The seat opened in June when popular Democratic incumbent Anthony Weiner resigned from the U.S. House of Representatives after revelations that he was sending X-rated photos of himself to women he met online.
After casting his vote Tuesday, Turner, creator of the The Jerry Springer Show, said the election “is the only contested national election on the federal level, so it is in a way a referendum on President Obama’s policies.”
Obama has a lowly 45 percent national approval rating and risks being dragged down by the floundering economy as he gears up for a tough November 2012 election to stay in the White House.
But Weprin, casting his vote, told NY1 television that voters were angrier at Tea Party wing Republicans than at Obama. They “basically held the nation hostage,” he said. “I think we’re gonna get that message out.”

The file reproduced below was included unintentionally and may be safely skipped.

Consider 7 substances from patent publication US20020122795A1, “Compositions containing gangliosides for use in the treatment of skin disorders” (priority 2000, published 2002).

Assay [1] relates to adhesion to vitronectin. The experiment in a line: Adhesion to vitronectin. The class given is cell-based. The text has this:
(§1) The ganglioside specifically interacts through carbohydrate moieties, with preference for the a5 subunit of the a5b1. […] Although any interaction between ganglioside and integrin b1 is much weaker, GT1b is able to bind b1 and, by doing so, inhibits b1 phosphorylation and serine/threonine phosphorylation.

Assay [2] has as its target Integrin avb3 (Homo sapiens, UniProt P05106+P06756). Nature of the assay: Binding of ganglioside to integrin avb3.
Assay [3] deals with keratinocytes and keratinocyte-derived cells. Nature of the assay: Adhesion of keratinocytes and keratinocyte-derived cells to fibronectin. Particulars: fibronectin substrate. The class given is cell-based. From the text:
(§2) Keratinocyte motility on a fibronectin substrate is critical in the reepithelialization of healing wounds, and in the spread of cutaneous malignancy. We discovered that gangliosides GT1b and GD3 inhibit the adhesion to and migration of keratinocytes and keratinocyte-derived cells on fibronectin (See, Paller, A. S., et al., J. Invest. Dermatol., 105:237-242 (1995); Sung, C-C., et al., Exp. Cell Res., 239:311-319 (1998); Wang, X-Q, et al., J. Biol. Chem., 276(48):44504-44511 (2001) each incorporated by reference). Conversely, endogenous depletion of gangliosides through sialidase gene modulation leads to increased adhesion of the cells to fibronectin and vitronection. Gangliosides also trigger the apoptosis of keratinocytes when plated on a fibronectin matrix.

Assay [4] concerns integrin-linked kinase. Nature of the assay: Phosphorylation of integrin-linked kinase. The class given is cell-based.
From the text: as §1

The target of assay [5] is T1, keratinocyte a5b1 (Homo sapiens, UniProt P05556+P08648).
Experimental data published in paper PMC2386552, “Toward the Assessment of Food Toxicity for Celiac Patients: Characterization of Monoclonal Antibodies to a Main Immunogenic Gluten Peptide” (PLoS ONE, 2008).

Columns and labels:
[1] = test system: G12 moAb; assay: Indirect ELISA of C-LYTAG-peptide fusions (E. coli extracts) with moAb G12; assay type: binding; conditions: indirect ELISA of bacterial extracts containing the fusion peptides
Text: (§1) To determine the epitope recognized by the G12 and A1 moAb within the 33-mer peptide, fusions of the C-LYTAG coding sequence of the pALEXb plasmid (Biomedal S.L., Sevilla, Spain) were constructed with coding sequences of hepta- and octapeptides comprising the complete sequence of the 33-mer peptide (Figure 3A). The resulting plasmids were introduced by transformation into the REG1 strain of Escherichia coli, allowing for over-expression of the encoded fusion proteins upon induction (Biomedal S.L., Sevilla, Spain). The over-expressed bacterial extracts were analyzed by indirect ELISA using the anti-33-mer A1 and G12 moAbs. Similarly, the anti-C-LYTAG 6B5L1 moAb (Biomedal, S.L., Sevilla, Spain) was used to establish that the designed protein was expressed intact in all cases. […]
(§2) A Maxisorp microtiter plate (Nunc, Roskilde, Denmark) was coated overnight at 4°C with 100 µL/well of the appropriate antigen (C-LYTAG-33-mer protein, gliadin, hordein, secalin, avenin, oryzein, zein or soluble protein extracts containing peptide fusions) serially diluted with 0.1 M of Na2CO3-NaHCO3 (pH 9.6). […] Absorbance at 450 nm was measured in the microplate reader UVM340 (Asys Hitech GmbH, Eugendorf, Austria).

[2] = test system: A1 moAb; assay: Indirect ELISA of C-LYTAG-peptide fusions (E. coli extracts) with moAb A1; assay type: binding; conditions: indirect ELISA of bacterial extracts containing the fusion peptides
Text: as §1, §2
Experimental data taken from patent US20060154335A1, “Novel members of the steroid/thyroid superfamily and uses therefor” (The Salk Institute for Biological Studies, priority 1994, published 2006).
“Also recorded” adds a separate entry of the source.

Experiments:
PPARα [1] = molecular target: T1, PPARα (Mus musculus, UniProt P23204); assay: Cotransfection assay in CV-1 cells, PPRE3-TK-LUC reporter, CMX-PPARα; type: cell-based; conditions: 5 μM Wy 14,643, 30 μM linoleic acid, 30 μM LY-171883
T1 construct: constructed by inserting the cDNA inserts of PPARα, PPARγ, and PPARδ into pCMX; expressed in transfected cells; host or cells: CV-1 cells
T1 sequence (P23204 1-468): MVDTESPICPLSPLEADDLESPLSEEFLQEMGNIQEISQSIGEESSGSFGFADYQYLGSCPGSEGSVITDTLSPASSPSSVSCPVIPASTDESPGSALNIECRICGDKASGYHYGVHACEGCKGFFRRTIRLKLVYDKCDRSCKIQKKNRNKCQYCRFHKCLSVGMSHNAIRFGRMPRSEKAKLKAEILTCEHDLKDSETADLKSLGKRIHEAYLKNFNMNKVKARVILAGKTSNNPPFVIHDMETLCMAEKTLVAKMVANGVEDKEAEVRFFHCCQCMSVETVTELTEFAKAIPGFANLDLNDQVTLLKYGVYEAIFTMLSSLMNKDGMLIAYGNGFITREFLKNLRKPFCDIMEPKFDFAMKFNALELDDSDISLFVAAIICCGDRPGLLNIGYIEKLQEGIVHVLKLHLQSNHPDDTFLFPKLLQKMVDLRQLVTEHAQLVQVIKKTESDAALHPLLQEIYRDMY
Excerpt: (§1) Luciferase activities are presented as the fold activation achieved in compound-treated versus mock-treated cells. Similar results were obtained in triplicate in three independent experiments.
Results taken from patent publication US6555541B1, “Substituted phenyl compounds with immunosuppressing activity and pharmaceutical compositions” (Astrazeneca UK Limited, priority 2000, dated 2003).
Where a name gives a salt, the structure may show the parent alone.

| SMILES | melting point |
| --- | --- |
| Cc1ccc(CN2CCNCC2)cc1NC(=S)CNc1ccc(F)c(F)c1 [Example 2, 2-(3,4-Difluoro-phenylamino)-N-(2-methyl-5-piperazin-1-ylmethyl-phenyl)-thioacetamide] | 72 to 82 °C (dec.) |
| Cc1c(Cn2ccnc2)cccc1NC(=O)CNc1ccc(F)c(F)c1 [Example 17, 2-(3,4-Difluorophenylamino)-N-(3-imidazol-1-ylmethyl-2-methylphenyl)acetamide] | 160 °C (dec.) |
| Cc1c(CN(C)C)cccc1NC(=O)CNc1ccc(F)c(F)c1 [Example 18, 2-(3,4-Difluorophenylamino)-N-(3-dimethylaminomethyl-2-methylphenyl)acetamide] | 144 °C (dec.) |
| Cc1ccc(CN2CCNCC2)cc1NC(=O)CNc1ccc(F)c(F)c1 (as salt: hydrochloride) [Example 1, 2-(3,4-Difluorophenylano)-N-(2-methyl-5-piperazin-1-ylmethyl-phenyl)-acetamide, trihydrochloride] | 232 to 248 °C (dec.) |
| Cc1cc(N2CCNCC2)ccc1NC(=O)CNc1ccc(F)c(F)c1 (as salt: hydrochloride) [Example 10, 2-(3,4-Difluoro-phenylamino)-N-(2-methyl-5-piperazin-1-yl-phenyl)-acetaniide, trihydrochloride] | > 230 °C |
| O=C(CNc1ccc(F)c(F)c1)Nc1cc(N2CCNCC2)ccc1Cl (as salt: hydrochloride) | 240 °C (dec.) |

Samuel Abrams, professor of political science at Sarah Lawrence College outside New York City, said special elections like this often take on wider meaning as frustrated voters try to show off their power.
“A lot of times when you have an open seat like this it ends up as a referendum,” Abrams said. “Voters get very hot and bothered and use these opportunities to be very expressive… They know the eyes of the United States are looking at them.”
But there were also significant local issues, especially the heavy concentration in the district of Orthodox Jews, who are socially very conservative and also fervently pro-Israeli.
Weprin, as a state assemblyman, voted for same sex marriage in New York and also has backed the constitutional right of Muslims to build an Islamic center near the site of the 9/11 attacks in downtown Manhattan. Turner, in contrast, portrayed himself as a social conservative and his campaign ads resurrected last year’s bitter public debate over the so-called “Ground Zero mosque.”
Turner won the support of a former New York mayor and lifelong Jewish Democrat, Ed Koch.
But Weprin also fielded some big guns, with automated phone messages urging votes for him from former president Bill Clinton and current New York Governor Andrew Cuomo.
With additional reporting by Raw Story
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